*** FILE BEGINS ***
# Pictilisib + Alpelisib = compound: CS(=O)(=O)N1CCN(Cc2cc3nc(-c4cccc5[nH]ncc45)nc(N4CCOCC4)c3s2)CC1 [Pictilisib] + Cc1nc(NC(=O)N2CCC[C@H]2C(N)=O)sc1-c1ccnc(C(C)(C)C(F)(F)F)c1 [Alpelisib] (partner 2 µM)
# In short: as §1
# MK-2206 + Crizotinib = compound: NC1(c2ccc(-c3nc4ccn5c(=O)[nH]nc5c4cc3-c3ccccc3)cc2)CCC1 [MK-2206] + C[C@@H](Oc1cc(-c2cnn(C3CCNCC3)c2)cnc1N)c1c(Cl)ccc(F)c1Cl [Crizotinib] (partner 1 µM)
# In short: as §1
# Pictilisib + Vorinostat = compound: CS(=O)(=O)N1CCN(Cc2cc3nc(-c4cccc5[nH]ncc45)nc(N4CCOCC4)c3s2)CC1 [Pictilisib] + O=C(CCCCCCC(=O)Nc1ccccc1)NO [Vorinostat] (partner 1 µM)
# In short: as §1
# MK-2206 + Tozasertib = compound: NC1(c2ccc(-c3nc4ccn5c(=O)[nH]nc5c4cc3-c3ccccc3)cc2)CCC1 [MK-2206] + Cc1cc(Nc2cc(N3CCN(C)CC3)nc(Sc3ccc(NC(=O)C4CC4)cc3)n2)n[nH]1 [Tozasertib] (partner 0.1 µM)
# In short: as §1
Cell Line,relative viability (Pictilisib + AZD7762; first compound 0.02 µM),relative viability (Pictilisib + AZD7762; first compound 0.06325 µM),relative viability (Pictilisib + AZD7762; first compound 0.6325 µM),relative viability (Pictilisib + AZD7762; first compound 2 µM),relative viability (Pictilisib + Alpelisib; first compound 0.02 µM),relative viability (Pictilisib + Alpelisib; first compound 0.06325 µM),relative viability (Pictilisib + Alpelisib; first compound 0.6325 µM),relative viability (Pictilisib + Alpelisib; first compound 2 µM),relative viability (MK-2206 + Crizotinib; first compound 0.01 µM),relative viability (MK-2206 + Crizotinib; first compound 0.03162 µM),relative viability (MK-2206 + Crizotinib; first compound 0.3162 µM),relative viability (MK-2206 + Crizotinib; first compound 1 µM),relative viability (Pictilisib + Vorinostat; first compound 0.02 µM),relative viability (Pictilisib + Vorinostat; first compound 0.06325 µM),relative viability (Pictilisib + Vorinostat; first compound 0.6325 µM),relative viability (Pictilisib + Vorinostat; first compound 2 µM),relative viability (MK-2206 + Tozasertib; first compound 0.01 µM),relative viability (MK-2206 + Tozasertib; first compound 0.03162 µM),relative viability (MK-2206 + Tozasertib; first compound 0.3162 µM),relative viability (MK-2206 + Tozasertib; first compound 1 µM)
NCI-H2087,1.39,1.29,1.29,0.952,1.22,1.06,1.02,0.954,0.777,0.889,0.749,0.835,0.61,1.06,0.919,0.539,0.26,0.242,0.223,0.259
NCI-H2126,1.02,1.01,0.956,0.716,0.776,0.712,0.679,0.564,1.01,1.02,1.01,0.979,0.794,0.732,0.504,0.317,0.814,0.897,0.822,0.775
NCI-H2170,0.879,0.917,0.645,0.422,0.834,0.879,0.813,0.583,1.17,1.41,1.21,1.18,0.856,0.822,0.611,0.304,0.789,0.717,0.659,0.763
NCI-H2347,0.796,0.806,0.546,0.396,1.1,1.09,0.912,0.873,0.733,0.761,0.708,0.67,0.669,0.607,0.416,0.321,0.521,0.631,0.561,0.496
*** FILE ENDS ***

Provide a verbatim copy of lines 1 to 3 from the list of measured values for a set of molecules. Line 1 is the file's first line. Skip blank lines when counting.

# Pictilisib + Alpelisib = compound: CS(=O)(=O)N1CCN(Cc2cc3nc(-c4cccc5[nH]ncc45)nc(N4CCOCC4)c3s2)CC1 [Pictilisib] + Cc1nc(NC(=O)N2CCC[C@H]2C(N)=O)sc1-c1ccnc(C(C)(C)C(F)(F)F)c1 [Alpelisib] (partner 2 µM)
# In short: as §1
# MK-2206 + Crizotinib = compound: NC1(c2ccc(-c3nc4ccn5c(=O)[nH]nc5c4cc3-c3ccccc3)cc2)CCC1 [MK-2206] + C[C@@H](Oc1cc(-c2cnn(C3CCNCC3)c2)cnc1N)c1c(Cl)ccc(F)c1Cl [Crizotinib] (partner 1 µM)